If not build back better, at least build back not worse (air transportation edition)
I read in the Globe & Mail this morning that the Quebec government is going to ensure that all flights within the province don’t cost more than $500 round trip. This will apply for both residents and visitors. It also applies to trips requiring a connecting flight.
I know that many (if not most) of you will find this outrageous and it’s not really my favourite policy idea either but it is an example of a government realizing that air transportation is important and needs to be considered strategically when thinking about transportation in general.
I have written here and in my column many times about the importance of looking at transportation infrastructure more broadly - more strategically - than just roads and bridges.
I was blown away this week - when I talked with someone in the potato business who said they had to ship all their potatoes to central and western Canada by truck because either rail was too expensive or because the rail company had no interest in their business (something about not enough cars). Is this good for the economy? Is this good for our climate change objectives? I still think completely privatizing rail without any consideration of the public interest was a huge mistake. BTW, I have heard this from other industries in New Brunswick as well. CN couldn’t be bothered because the potential New Brunswick clients are too small or uninteresting.
Every province should have a strategic transportation plan that considers all aspects of the transportation system - rail, road, port, air, ferries, people, cargo - and craft a strategy that considers public interest and broader goals such as economic growth, population growth, the cost of service to residents, etc.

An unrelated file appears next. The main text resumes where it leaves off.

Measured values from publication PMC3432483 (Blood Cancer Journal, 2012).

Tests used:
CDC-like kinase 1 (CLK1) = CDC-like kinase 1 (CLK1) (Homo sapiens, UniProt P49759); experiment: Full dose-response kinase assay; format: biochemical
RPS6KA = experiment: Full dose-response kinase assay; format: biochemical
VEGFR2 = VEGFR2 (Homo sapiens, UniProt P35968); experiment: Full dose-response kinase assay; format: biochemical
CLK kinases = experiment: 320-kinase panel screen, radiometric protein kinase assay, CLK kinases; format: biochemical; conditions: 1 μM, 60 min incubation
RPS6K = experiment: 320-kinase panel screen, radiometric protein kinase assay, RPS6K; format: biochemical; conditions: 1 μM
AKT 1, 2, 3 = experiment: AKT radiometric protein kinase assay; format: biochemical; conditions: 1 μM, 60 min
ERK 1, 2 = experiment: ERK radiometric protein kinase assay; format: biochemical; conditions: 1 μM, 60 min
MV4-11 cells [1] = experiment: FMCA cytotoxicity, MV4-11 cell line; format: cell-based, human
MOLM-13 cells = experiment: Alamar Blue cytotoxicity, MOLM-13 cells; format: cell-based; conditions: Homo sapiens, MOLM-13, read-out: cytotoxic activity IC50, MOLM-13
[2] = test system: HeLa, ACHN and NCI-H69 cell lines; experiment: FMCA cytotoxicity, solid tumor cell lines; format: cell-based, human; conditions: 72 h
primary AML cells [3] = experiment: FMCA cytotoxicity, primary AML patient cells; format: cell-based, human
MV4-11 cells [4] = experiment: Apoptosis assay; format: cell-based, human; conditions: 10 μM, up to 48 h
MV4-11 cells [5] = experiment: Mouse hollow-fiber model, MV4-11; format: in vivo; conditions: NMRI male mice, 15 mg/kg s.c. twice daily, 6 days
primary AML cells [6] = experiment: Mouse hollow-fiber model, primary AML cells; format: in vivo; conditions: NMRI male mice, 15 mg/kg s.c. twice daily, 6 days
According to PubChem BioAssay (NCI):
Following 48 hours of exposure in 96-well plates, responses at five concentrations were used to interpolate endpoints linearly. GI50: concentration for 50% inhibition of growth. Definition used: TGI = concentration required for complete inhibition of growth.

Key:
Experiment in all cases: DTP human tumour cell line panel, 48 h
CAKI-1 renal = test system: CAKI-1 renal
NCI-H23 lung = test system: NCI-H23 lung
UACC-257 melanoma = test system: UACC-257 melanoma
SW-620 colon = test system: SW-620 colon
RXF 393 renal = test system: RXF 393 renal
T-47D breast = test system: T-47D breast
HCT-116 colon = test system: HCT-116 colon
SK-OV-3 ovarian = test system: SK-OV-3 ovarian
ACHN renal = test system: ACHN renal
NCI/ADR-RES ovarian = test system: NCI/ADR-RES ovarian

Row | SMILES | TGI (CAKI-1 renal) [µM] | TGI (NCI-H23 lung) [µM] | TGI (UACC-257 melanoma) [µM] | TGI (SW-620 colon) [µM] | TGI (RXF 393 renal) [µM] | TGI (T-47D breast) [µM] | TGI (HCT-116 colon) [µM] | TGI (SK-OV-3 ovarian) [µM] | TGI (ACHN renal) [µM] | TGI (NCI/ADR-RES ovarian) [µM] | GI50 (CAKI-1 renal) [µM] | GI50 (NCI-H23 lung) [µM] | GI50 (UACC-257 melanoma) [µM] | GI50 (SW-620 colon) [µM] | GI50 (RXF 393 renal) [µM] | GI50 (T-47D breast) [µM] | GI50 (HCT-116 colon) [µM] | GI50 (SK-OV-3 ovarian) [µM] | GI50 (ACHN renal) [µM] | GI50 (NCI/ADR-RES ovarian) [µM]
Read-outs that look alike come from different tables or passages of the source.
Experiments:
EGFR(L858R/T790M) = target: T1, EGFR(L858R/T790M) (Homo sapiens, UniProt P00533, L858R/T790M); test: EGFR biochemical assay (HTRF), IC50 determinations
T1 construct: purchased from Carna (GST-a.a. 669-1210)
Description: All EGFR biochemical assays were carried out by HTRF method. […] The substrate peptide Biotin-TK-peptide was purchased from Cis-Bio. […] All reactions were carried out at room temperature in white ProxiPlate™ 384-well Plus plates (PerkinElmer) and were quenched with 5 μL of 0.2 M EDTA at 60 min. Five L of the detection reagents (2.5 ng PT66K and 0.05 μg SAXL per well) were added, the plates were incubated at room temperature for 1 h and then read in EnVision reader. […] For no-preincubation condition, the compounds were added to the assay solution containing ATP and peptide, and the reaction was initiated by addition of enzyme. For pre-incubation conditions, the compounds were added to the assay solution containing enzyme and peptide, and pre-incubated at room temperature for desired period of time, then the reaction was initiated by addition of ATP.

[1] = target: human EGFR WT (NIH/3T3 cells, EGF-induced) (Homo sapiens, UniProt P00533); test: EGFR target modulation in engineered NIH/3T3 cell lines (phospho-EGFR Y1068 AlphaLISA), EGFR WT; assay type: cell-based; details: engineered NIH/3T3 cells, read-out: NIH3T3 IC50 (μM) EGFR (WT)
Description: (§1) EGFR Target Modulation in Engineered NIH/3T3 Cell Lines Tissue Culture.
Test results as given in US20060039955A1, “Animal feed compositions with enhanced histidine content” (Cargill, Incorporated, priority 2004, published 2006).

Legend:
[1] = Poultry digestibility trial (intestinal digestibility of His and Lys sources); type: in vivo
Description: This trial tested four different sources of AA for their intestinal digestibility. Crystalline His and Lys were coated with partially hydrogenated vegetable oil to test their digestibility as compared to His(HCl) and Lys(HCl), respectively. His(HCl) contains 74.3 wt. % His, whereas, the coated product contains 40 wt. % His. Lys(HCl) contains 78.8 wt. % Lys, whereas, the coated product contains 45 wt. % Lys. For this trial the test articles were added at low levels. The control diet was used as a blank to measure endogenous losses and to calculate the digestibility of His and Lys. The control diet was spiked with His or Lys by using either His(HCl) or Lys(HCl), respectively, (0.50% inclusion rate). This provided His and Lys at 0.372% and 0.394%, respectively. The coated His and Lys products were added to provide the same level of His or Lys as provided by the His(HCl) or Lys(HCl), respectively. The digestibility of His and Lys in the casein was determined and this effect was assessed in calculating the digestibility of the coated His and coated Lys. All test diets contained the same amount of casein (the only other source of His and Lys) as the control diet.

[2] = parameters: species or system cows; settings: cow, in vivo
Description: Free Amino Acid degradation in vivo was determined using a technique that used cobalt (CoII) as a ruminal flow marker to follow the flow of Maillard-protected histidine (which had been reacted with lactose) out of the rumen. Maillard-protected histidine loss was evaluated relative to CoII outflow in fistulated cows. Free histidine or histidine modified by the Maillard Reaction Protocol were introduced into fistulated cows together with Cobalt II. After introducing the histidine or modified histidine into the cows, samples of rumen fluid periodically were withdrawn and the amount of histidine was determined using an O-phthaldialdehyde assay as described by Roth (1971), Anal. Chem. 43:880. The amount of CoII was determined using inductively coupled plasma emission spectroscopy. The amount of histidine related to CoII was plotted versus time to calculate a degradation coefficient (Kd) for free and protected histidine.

Consider the Quebec government pledge. Sure, it might be targeted at voters in far flung places in the province but it might be good policy as well. Quebec, like the rest of Canada, needs to repopulate many regions of the province or the cost per resident to provide public services is going to skyrocket. Governments must provide public infrastructure (more or less) like roads, electricity (increasingly broadband) and other infrastructure and also public services such as health care, education, public safety, etc. no matter how many people live in a community or region. Sure, they can ratchet these services/infrastructure back as population declines but there is ample data to suggest the cost per taxpayer will rise.
If there are policies and targeted investments that will help those regions repopulate and foster a strong economy, why not? Again, forget about the raw political appeal. Think about the longer term consequences of whole regions of Quebec (and the rest of the country) getting old, economically weak and increasingly subsidized by taxpayers elsewhere in the province/country.
I want to be clear. I am not advocating for billions in subsidies to prop up small towns and rural areas. I am advocating for targeted investments where it makes sense to give these region’s a fighting chance at thriving over the next 20 years and that is fundamentally predicated on repopulation.
I believe the cost to society of letting large swaths of a province wither will be much higher than a focused plan to rebuild population and promote economic development.
We are at an inflection point.
In New Brunswick, there are already examples of towns and rural areas that are doing quite well because they have attracted population and focused on economic opportunities.
Maybe a broad subsidy on air transportation is not the solution but decent air services within a reasonable commute of most New Brunswickers should be a public policy objective.